For two years, Margo Oge met with auto manufacturers almost daily, trying to forge a landmark deal to combat air pollution.
With her team at the US Environmental Protection Agency, other government officials and engineers from 15 automakers, she pored over proprietary data and hashed out which fuel-economy standards would be achievable. Trade associations and companies’ Washington lobbyists were not invited. When firms argued something wasn’t possible, the EPA pushed back, demanding evidence.
The final deal, reached in 2012, would have spurred automakers to nearly double the average fuel efficiency of new cars and light trucks by 2025. Advocates said the move would save consumers money and contribute significantly to combating climate change.
Now it’s being taken apart. EPA Administrator Scott Pruitt announced this week that the agency would revise the requirements for model years 2022 to 2025 to something the agency determines is more appropriate, arguing that the Obama administration “set the standards too high.” That would weaken one of the central efforts by former President Barack Obama to reduce the catastrophic impact from a warming planet. Another key rule, aimed at the electricity sector, was one of the Trump administration’s first targets.
The EPA’s latest decision gives the auto industry what it pressed hard to get. Within three weeks of Donald Trump’s inauguration, executives from 18 automakers—many of which had agreed to the standards in 2012— urged him to reopen the matter.
Even as companies such as Toyota, Ford and General Motors repeatedly profess their commitment to fighting climate change, their trade associations have aggressively lobbied to weaken the fuel-economy standards set in 2012. The largest of those groups, the Alliance of Automobile Manufacturers, even submitted a regulatory filing that questions the science behind global warming, its consequences, and the long-established connection between air pollution and health.
Pruitt said the Obama-era EPA made unrealistic assumptions. But Oge, who headed the agency’s Office of Transportation and Air Quality for 18 years, said the process relied on information the automakers themselves provided. Pruitt’s statement Monday about his decision, which heavily cites industry groups, is based “not on facts and data but on rhetoric and politics,” she said.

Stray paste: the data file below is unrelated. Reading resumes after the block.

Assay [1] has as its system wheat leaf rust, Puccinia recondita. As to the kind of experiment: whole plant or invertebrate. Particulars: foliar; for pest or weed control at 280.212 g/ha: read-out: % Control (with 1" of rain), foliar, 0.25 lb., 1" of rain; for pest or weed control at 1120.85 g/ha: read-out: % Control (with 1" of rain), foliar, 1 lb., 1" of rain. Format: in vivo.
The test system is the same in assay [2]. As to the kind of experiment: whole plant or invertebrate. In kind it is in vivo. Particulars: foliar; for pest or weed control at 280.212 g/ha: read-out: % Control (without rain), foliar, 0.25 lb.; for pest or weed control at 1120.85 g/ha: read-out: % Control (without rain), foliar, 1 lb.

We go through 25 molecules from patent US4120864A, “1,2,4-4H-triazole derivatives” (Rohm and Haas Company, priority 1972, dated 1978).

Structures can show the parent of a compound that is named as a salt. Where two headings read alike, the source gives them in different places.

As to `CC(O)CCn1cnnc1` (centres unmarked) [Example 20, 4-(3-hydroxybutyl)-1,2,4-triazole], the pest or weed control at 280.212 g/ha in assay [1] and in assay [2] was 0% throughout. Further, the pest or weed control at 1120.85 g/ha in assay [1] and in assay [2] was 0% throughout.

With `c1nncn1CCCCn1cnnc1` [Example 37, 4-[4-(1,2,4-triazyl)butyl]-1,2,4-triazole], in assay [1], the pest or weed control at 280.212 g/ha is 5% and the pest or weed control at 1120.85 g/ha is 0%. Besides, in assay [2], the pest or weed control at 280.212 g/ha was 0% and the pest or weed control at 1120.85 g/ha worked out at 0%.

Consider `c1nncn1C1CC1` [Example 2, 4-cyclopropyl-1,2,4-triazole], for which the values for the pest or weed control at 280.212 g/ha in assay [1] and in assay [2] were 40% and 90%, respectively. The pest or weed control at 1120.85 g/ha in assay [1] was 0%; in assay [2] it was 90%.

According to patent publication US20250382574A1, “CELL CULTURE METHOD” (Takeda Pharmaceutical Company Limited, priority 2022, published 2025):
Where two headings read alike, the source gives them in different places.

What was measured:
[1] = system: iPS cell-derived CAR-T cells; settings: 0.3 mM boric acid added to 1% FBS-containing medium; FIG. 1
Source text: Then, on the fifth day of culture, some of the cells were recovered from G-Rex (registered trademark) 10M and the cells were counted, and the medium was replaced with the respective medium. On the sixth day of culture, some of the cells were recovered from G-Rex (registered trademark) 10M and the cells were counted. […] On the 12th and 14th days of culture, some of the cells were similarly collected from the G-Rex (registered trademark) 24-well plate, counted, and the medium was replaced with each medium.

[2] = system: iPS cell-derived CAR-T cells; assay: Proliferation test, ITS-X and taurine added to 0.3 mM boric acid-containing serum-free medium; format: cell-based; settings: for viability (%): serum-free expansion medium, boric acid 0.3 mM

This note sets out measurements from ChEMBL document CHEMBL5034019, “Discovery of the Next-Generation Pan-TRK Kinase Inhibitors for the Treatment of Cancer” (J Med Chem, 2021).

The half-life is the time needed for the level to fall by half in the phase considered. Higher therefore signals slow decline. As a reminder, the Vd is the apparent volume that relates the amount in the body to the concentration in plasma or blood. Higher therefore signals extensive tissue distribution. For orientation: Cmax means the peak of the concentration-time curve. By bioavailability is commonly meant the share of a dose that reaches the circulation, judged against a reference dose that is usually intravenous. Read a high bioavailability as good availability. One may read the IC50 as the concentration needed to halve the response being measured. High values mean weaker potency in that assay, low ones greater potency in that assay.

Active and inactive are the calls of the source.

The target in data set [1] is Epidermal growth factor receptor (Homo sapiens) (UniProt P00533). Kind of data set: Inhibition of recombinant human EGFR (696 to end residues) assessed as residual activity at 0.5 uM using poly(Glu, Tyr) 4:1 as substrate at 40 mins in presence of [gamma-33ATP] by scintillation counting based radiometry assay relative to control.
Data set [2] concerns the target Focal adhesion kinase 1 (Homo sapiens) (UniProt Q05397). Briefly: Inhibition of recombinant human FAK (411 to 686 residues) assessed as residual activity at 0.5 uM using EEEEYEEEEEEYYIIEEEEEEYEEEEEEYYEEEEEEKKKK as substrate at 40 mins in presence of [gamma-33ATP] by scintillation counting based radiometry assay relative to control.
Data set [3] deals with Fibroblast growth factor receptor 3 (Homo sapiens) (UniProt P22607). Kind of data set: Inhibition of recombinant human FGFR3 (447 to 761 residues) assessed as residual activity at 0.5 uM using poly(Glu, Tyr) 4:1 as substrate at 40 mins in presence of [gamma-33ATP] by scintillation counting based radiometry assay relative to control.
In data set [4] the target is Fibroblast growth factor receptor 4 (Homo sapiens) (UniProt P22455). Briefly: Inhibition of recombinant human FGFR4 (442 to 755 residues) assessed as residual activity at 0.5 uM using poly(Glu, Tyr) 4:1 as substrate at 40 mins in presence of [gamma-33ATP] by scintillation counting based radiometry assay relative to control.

“Today companies are hiding behind trade associations,” Oge said, noting that such groups were explicitly excluded from the original discussion to make it more constructive. The trade associations, she said, “represent the lowest common denominator”—the members with the weakest environmental standards.
Asked for comment, Toyota and Fiat Chrysler referred the Center for Public Integrity to their respective trade groups.
GM spokeswoman Laura Toole said by email, “Regardless of the standards, we remain committed to improving fuel economy, reducing emissions and an all-electric future.”
The automobile industry has a long history of opposition to stricter environmental and safety standards. When Joan Claybrook issued the first fuel-economy rules in 1977 as the head of the National Highway Traffic Safety Administration, or NHTSA, she said she faced strong resistance from the auto industry. Like Pruitt, she, too, received industry requests for revision, but she declined. Since then, fuel economy standards have improved in fits and starts because of industry lobbying, she said.
The automobile industry has also fought—among other requirements—seat belts, automatic emergency braking, smog rules and airbags, she added.
“It took 20 years to get airbags,” said Claybrook, who after her agency stint rejoined Ralph Nader’s Public Citizen, a consumer advocacy group, and is now retired. “They have repeatedly opposed all safety standards issued by NHTSA.”